Brazil’s latest infrastructure led growth agenda includes a R$40 billion ($13.1 billion) railroad that slices right through the Amazon rain forest. And it largely depends on China.
Now that China is interested in the now-called Trans-Pacific Railroad, Brazil decided to put it on its list of infrastructure concessions announced on Wednesday. The railroad is an old idea that’s been around since 2011. Back then, only Peru was in on the project. Now China has interest and, most likely, money to spend. But considering that this cuts through some of the rainforest, even guys at the Asian Infrastructure Investment Bank will face serious opposition from non-governmental organizations in the area. In fact, this train is probably a train to nowhere even if the AIIB or the China Development Bank invested in the project.
The thing is, the railroad accounts for a sizable 20% of the new wish list of Brazilian infrastructure. Brazil’s government said today that it expects investments in railroads to sum to R$86.4 billion, almost half of it coming from the revamped railroad project announced earlier this month with China and Peru.
Kenneth Rapoza – Forbes, 06/07/2015
The FIFA World Cup. It promises developing nations status, stadiums with wi-fi and cup holders, roads, bridges and new airport terminals. And let’s not forget, sponsorship parties! But I digress…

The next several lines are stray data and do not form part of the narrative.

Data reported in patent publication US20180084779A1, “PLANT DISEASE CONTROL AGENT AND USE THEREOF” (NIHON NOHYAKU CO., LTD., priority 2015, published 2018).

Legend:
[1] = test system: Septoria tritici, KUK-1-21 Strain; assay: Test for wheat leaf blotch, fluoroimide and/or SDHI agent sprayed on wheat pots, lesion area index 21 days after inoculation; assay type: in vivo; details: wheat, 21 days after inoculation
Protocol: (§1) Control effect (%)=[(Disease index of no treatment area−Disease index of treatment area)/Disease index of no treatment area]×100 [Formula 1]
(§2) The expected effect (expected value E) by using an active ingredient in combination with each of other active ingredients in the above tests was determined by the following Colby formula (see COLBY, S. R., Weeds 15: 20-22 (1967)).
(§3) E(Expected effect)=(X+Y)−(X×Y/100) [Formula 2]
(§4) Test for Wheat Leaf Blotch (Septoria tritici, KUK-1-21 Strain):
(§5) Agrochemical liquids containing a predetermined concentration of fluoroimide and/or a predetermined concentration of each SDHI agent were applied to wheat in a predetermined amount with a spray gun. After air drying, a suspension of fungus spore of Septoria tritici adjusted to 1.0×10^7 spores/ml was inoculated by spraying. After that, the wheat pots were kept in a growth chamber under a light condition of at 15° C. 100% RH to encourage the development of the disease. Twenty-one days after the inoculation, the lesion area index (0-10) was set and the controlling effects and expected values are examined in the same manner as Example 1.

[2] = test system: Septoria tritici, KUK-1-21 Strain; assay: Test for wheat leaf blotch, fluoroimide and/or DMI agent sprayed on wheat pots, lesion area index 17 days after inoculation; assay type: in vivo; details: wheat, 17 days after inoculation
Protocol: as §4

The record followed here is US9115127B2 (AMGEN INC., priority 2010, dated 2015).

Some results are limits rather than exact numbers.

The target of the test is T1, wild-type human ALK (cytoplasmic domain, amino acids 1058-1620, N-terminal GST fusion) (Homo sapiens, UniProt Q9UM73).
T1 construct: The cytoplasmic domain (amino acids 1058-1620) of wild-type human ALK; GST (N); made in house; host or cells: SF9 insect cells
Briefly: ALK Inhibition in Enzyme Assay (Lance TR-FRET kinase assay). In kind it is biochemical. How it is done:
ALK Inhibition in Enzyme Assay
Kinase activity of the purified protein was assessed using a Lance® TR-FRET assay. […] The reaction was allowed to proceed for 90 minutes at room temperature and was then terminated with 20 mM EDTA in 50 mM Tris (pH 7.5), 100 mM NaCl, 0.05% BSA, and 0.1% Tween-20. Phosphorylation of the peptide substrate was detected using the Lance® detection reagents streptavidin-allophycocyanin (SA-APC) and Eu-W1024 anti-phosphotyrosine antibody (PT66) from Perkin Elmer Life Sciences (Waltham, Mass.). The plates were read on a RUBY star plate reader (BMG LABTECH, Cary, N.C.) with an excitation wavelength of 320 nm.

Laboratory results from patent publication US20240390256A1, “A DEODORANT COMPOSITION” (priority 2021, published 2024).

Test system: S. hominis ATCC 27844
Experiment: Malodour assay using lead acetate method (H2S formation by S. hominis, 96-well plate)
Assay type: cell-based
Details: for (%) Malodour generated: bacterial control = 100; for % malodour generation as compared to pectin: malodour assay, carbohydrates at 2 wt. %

Last year’s FIFA World Cup left Brazilians crying in disbelief as their national team took looked like the Muppets on the field with the Germans. The consolation prize at least was all this new development that was promised when FIFA awarded the country with the soccer championship back in October 2007. Shiny trains. More efficient airports. Less traffic in Sao Paulo. FIFA might be worth it after all.
But an investigative report Sunday by Folha de Sao Paulonewspaper shows that R$11 billion ($3.5 billion) worth of 35 projects budgeted in 2010 are not complete and a handful of simply been abandoned. A year after the World Cup, Brazil’s FIFA projects for public transportation and airport terminal extensions at places like Guarulhos International (GRU) in Sao Paulo and Afonso Pena International (CWB) in Curitiba are incomplete.
Michael Smith, Sabrina Valle, Blake Schmidt – BloombergBusiness, 05/08/2015
In mid-2013, Brazilian federal police investigator Erika Mialik Marena noticed something strange.
Alberto Youssef, suspected of running an illicit black-market bank for the rich, had paid 250,000 reais (about $125,000 at the time) for a Land Rover. The black Evoque SUV ended up as a gift for Paulo Roberto Costa, formerly a division manager at Brazil’s national oil company, Petrobras. “We were investigating a money-laundering case, and Petrobras wasn’t our target at all,” says Marena. “Paulo was just another client of his. So we started to ask, ‘Why is he getting an expensive car from a money launderer? Who is that guy?’”
Marena had spent the previous decade building cases against money launderers, and Youssef had been a perennial target. He’d been arrested at least nine times for using private jets, armored cars, clandestine pickups by bagmen, and a web of front companies to move illicit cash. But Youssef had been spared serious jail time by testifying repeatedly against other doleiros, Brazilian slang for specialists in laundering unreported cash.